This article will have an overview of the most recommended approaches while you are designing database schema. Without further ado, let us jump into the topic and understand its technical aspects.
To start with, you may keep your assigned data types names and all CDT elements being lesser than 27 characters. Names of the database tables, columns in it, and the SQL objects from the XSD may get truncated if the character length exceeds 27 characters. This is so to maintain compatibility with all the supported databases. You may consider using the JPA annotations in XSD to cut out the risk of truncation of any change in the letter casing. The name attributes for @Column and @Table are used while referencing different data types for data stores.
Generating database tables from CDT
Truncation of longer than 27 character SQL names to CDT element and data types may occur in the below manner while delivering the names of database tables and columns.
- Vowels get removed from it in the order of u, o, a, e, i. The names which begin with a vowel, however, retain only that vowel.
- The name of the CDT element or data type may get split with underscores.
- The longest segment of the name may get trimmed by one character each time until it is shortened to become 27 characters.
- If there are two similar longer names for the columns, then those two may get truncated to the same value.
Use the @Column and @Table annotations for defining table names within the 27-character limits, which should be used if the element types exceed the target.
The column type is inferred from the XSD type as per the associated data type. While mapping it to the existing data tables, if the inferred column type does not match the type of the existing column, you may have to explicitly define column type using @Column annotation with a column definition attribute.
Then the database will return values with blanks if the length of the given value is less than the specified N. While used in association with the data type annotated with @Version annotation, then this may cause further issues by triggering incremental version values. This is primarily because the spaces trailing may be trimmed from the to be stored value.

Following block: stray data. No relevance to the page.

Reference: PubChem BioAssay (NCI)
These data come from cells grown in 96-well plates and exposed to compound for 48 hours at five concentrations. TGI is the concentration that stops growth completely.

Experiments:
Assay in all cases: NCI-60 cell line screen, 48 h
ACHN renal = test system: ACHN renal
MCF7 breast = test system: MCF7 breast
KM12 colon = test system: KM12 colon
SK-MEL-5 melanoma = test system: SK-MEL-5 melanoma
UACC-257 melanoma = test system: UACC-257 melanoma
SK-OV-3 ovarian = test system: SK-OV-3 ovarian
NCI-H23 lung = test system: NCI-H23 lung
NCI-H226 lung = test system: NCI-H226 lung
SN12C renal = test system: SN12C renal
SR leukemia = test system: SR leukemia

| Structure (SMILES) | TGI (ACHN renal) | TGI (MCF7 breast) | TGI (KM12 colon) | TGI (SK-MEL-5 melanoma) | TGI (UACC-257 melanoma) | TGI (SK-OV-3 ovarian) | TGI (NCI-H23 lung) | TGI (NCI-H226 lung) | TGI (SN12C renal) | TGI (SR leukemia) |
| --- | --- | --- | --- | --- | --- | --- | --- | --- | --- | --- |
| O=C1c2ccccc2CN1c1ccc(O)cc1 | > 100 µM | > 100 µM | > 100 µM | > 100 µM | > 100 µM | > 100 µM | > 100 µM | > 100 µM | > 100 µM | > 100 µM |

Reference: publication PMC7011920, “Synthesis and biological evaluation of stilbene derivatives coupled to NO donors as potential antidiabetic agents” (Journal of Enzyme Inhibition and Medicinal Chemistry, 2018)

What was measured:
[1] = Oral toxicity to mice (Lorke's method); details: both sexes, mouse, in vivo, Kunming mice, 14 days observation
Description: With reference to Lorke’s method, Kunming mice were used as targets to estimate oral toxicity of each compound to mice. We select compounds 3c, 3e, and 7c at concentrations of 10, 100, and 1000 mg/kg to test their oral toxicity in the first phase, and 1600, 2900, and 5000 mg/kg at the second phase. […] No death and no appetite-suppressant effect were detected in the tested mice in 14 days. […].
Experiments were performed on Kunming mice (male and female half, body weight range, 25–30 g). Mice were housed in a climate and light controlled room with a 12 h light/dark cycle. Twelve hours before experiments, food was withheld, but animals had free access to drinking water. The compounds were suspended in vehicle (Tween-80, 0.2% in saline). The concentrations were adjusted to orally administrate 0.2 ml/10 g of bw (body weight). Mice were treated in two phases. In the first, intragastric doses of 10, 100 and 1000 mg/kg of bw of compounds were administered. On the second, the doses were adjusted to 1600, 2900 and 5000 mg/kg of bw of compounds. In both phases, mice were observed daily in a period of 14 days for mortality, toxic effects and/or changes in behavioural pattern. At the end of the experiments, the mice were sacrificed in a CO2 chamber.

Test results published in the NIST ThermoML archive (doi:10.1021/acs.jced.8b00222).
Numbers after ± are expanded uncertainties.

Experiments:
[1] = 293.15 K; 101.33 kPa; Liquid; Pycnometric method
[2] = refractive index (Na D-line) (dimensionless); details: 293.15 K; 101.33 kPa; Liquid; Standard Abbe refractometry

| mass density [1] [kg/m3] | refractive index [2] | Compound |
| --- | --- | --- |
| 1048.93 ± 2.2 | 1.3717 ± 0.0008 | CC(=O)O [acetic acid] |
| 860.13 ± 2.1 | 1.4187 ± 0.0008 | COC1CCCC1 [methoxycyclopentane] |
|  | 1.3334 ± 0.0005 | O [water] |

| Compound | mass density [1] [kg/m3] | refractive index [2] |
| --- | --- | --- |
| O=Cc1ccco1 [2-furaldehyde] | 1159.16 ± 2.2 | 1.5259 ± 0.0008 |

If it is not desirable, you much consider VARCHAR usage or something equivalent to target DB. Considering the databases that support the same, only MySQL will help trim the padding from the returned value and not trigger any version update. For the integer values, you may use XSD: int as element type, which has a similar maximum value as the CDT field of the type Number or the Integer. For more info on the default column types based on XSD types, see Generating Database Tables from the CDTs page. If you are confused about implementing an apt database schema, try to get expert support from providers like RemoteDBA.
While working with tables having composite keys, we may recommend that you may either find a column that is already existing in the table with unique values or try to create another column with some unique values and then map it to the field of CDT with an @Id annotation.
Tables having composite keys are supported in various ways as:
- The ‘Data Store Entities’ are mapped to tables having composite keys as the @EmbeddedId annotation may not be used while mapping the CDT fields to the key columns.
- The function of a!queryEntity() can read the data from the tables with composite keys. Still, the totalCount and identifiers fields of data may return the subsets, which will sometimes be incorrect unless there is a unique separate column there in the table to be mapped to a particular field in the CDT marked with @Id annotation.
- The smart services like ‘Write to Data Store Entity’ or the query rules may work only with the tables with composite keys with a unique column in the table mapped to a field in CDT, which is annotated with the @Id annotation.
There are many differences between existing schemas and CTC, which can be detected easily, but we cannot easily resolve them. In those cases, you have to first alter the tables in the database by downloading those and executing the DDL scripts. If there are any mismatch in XSD element types and the column types corresponding to it, the system may not alter any column type. If the given XSD has some specific type or @Table annotation, then it is mapped to its synonyms, and then the systems also cannot validate if those types of tables exist.
It will also be necessary to have to dop all the existing tables and create them again by using the DDL generated. This will include the code, which can be further used for the creation of the same.
Empty text process variables may be handled as empty strings by the system, but not as “null” values. This will also let the blank strings to insert into the same data store. If there are any corresponding columns in the RDBMS, which are “not null,” then the database may not prevent any empty strings from getting inserted.
You may also consider using the annotation of @Version on the CDT fields to enable the optimistic locking on given data objects. Without using the annotation of @Version, if there is a secondary process that has updated any object in the data stores since the current process read it last, then the value stored by another secondary process gets overwritten. With the annotation of @Version, the database may detect that the values which are stored by the given process remains stale and may also prevent any update. The given @Version annotation may be used on only a single field per each CDT.
You may try all these practices while designing database schema, which helps you ensure optimum performance and output from the given database.